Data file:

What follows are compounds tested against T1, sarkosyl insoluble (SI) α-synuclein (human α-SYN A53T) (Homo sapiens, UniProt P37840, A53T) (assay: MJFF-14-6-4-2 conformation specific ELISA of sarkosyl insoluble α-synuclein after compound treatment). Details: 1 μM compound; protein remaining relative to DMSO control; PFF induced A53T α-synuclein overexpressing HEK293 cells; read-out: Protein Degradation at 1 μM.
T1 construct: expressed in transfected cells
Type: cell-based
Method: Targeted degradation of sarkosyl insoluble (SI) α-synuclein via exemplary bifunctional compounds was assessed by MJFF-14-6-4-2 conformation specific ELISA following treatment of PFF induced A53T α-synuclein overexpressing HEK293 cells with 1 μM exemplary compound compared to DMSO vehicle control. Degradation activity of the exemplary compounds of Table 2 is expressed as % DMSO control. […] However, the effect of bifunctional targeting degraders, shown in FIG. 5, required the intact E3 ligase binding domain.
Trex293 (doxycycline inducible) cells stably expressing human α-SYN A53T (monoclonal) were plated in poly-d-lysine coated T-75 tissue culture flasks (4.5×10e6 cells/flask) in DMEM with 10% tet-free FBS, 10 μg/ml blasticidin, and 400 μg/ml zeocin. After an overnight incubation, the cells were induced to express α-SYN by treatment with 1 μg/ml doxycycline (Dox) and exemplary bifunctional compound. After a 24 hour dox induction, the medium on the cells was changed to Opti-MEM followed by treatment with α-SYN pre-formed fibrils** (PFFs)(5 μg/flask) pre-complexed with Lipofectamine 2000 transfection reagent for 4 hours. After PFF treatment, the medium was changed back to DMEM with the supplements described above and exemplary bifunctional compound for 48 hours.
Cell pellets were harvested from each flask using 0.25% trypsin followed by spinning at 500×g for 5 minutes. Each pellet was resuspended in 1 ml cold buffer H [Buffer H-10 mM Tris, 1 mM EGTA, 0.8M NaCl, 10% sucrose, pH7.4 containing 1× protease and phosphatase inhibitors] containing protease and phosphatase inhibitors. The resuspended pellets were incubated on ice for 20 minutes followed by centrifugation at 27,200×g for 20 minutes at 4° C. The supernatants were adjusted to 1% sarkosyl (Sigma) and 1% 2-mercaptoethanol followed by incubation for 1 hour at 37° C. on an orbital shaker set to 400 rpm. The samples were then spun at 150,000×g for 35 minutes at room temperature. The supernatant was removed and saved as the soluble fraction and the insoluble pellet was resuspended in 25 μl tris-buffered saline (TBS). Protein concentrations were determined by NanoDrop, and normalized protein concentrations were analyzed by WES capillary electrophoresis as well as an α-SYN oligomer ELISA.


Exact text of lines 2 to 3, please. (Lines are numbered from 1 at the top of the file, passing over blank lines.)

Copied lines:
T1 construct: expressed in transfected cells
Type: cell-based